The latest IPCC report has given dire warnings for societies across the globe, highlighting the need to adapt to the worst impacts of the climate crisis. The report highlights the pressing need to transform world food systems which are responsible for 20% of global greenhouse gas emissions, while suggesting a move towards plant-based meat has the potential to reduce these emissions by up to 90%.
The GFI Europe has shared insights into the IPCC report, demonstrating how sustainable proteins can play a leading role in reducing food system emissions. One striking study quoted in the report shows how 77% of agricultural land is used for animal ag, though the destructive industry only supplies around 18% of the world’s calories. As climate change exposes millions to food and water insecurity, land use is a key issue that the report suggests could be solved through cultivated meat innovation. Data shows cultivated meat could cut land use requirements by up to 95% and water use by 78%.
Interestingly, the report highlights data showing the importance of visibility for vegan and vegetarian options on menus and in retail environments, which can significantly increase the consumption of plant-based foods. Meanwhile, studies simply educating people about the negative health and climate outcomes of meat consumption have been found to have very little impact.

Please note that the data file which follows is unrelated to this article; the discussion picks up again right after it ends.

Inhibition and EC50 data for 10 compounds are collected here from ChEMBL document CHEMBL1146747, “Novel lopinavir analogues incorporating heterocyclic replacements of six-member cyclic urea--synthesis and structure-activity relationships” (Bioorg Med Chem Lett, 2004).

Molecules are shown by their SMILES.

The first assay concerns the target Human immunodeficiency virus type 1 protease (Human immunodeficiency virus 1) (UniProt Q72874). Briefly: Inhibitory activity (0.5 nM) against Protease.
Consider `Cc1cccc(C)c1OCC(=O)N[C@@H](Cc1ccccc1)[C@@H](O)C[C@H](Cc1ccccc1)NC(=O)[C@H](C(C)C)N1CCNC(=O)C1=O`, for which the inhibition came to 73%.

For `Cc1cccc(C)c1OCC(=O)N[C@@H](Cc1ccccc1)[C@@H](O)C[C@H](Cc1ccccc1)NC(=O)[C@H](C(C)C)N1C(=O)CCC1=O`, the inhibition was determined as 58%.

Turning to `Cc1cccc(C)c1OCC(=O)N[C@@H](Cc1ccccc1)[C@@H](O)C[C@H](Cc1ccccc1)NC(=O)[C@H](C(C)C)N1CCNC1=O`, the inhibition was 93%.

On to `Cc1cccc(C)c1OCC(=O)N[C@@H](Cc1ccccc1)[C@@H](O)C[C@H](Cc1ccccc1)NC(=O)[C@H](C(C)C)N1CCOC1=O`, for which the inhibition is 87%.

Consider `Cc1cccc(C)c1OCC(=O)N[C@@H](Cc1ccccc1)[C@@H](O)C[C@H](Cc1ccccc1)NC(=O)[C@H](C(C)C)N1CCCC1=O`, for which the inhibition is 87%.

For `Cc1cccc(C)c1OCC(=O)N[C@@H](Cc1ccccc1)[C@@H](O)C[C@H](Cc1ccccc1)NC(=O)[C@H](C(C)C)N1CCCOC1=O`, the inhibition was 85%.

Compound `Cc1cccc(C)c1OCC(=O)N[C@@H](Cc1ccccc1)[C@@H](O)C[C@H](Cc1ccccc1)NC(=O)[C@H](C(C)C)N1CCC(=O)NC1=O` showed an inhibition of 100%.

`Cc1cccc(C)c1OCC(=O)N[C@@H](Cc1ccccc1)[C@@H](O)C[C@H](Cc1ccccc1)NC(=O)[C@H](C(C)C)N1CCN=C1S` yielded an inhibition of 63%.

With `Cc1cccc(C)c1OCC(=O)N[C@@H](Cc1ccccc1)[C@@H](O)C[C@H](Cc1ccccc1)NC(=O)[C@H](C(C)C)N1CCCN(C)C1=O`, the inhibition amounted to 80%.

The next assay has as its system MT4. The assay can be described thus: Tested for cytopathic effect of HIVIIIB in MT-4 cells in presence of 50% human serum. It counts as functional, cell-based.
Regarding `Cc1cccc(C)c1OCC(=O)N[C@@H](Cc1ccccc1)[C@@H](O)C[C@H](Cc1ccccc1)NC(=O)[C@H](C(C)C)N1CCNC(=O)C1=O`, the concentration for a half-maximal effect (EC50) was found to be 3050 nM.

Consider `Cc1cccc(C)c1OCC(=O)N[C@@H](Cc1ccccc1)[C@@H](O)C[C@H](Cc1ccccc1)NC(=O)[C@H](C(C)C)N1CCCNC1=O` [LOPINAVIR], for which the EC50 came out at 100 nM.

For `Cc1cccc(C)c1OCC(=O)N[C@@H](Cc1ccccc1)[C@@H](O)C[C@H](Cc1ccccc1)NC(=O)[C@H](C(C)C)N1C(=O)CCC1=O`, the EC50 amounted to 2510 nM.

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The report has recommended that subsidies currently directed at animal agriculture could be shifted towards diversified production of plant-based foods, thus bringing down prices and increasing access. The GFI has long called on governments to invest in open-access R&D in plant-based and cultivated meat as key climate solutions, a sentiment also recently expressed by German Federal Health Minister Prof. Dr. Karl Lauterbach.
“It’s encouraging that the world’s top scientists have acknowledged the role plant-based and cultivated meat could play in future-proofing our food system. Now governments need to weave these sustainable proteins into their strategies for adaptation and reducing emissions,” explained Seren Kell, science and technology manager at the Good Food Institute Europe.
“The IPCC has made clear that ‘transformation of food systems is needed’ if we’re to stand a chance of feeding a growing population on a warming planet – and these foods can ease that transformation by satisfying growing demand for meat in a more sustainable way”, added Kell.